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13 May 2012

My Free-Spirited Child: Mt. Tremont

A rainy spell is predicted for the upcoming days.  That situation, combined with a number of other factors, will likely keep me off the trails during most of the upcoming week.   Rather than let this Blog sit idle, I offer the following.   But please be forewarned from the outset that this particular posting contains very few pictures.  It's mostly just chit-chat about the Mt. Tremont Trail, which is one of the trails I've adopted under a program administered by the U.S. Forest Service.

If you've had dealings with children, either as a parent, or as an aunt, uncle, etc, then you know that there are certain kids who are free-spirited, and some might even say rabble-rousers!  However, despite the child's behavior which is often wild and maddening, you can't help but admire their spunk!

Of the six adopted trails that I maintain, by far the Mt. Tremont Trail is the most troublesome of the bunch, or to be a bit kinder, let's say "free-spirited".   Each time I visit this "adopted child", I can be assured of discovering some problems that have occurred while I was away.

The rambunctious nature of this trail will often result in downed trees laying across the trail, and/or debris scattered everywhere.  Such was the case on my most recent visit on 11-May.  And this time, in addition to the expected outbreaks, I encountered other "mischief".   A small brook that normally runs harmlessly across this trail was now running lengthwise down the trail's treadway.   A short bushwhack up the brook revealed a log jam which was causing this problem.  Once the clog was removed, the problem was solved.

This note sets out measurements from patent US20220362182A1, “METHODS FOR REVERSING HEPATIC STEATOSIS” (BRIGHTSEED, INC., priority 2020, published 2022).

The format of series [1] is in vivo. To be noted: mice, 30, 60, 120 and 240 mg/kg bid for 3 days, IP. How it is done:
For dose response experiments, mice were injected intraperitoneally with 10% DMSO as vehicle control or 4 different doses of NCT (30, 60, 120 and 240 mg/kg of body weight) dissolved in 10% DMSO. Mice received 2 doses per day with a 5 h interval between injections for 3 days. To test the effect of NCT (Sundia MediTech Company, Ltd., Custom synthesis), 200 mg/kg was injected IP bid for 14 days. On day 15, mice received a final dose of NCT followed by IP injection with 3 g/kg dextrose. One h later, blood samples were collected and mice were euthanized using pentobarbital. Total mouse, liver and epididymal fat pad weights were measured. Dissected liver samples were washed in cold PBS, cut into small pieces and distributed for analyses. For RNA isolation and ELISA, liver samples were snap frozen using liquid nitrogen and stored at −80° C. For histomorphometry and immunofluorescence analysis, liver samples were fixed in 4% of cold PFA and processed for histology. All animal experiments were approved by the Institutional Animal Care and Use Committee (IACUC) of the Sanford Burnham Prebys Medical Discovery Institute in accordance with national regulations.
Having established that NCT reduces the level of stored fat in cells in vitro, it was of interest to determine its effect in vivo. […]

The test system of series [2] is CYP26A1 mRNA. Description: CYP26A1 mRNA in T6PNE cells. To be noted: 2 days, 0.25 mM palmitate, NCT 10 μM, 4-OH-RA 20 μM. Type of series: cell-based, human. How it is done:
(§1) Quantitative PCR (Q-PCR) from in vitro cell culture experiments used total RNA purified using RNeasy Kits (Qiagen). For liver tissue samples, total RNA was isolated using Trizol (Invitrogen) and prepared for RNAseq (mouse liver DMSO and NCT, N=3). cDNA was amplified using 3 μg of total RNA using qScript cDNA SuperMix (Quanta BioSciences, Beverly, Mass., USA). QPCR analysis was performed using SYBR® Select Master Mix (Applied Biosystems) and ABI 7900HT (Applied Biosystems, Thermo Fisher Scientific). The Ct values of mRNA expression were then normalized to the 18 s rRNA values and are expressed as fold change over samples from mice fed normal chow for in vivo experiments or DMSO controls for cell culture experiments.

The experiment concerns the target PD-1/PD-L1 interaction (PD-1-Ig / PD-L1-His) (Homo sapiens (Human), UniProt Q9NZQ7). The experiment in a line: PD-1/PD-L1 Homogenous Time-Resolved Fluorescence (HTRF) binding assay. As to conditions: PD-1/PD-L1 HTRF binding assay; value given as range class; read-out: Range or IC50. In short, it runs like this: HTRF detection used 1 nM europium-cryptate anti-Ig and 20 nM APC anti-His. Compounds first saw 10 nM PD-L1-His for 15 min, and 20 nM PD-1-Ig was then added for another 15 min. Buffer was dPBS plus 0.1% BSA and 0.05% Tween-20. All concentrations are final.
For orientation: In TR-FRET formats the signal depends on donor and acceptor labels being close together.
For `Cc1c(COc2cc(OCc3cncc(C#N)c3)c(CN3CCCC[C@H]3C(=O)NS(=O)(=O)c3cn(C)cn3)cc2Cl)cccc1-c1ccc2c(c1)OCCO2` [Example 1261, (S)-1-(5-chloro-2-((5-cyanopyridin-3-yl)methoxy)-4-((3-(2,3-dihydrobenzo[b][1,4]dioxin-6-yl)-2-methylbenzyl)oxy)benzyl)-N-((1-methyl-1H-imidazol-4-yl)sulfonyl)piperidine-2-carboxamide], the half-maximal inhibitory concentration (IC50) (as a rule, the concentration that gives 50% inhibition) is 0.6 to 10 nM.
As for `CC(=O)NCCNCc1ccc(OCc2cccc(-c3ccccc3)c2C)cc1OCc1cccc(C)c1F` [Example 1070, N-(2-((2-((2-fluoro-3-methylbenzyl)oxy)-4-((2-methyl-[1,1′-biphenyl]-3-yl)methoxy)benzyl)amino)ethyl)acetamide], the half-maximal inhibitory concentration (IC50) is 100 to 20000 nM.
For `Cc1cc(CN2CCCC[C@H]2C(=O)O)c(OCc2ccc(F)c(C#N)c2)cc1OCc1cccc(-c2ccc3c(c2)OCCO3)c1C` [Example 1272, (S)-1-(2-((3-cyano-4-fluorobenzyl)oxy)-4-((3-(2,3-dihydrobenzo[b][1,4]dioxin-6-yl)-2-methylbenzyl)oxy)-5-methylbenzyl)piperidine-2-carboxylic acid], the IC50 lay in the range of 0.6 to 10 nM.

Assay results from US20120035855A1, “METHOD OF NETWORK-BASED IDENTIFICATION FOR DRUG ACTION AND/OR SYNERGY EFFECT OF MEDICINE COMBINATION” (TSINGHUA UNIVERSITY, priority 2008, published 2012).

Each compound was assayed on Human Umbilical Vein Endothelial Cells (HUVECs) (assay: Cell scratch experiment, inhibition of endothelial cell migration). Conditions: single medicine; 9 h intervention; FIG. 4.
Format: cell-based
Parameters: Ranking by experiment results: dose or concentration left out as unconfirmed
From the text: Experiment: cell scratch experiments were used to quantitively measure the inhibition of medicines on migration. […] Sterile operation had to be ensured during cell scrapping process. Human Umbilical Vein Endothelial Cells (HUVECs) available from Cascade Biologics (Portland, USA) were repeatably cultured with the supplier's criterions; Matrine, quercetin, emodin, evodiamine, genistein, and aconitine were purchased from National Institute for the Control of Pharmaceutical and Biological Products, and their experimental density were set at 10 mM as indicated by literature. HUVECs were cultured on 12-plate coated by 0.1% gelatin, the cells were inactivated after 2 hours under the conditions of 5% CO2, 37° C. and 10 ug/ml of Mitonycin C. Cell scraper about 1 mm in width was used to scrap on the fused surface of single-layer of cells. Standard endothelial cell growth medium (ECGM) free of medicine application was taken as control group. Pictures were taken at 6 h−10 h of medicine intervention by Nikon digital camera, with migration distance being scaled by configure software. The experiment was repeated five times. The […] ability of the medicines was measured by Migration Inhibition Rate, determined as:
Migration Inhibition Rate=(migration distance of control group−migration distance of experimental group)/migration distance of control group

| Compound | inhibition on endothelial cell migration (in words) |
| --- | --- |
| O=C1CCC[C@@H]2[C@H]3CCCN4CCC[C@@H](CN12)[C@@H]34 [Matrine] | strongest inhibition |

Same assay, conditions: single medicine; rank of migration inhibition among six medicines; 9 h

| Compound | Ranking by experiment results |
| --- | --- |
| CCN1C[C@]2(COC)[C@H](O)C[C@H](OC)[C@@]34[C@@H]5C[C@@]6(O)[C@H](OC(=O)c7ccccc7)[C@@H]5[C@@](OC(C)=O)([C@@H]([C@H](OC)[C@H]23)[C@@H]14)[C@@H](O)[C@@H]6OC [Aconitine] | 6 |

Despite the troublesome nature of this trail,  I truly admire its wild beauty.  It is so full of excitement and youthful energy!  I like to retain some of the untamed nature of this trail by not totally removing all the remnants of the impish activity that occurs here.  If a downed tree presents no hazard or undue hardship for the hiker, then I'll often leave it alone, especially if it can easily be stepped over, or walked under with a slight duck of the head.   For certain, some will disagree with this style of trail maintenance, and some might even consider it laziness.  It's not a practice that I use for all my trails.  Just as with children, each one needs individualized treatment.

Since this trip involved so many "toys" to pick up and things to be put back in place, there was only enough time to visit the lower half of the playground where my free-spirited "child" so freely romps.   But as said earlier, it's difficult to harbor any lasting irritation, especially when you are provided with terrific "peace-offerings" such as picturesque cascades and delightful wildflowers.


And occasionally, there will be a surprise awaiting for me that is quite pleasant.  On this visit, just off to the side of the trail, there was a beech seedling. Okay,  I know that might not sound overly exciting.  But nonetheless, it was something that I'd not seen before.  At first,  I thought it was a wildflower.  It wasn't until I posted the photo online that I learned it was basically a "newborn" seedling which was possibly only a few hours old.  How can you help but overlook troublesome behavior when you are provided with prizes such as this? :)

Here is just one last snapshot.  Believe it or not, it is related to maintenance of the Mt. Tremont Trail.  On my way to "work", I must drive by the Mt. Washington Hotel.  Many times, this roadside vista verges on being simply stunning, as was the case on this particular day.

To sum it up, on my next maintenance visit to the Mt. Tremont Trail, I'll be going to my free-spirited child's upper "playground" area.   I'm certain there will be copious pick-up and clean-up required at that location as well.  But, all will be quickly forgiven when I reach the top of Mt. Tremont and am gifted with the awesome vistas seen from there.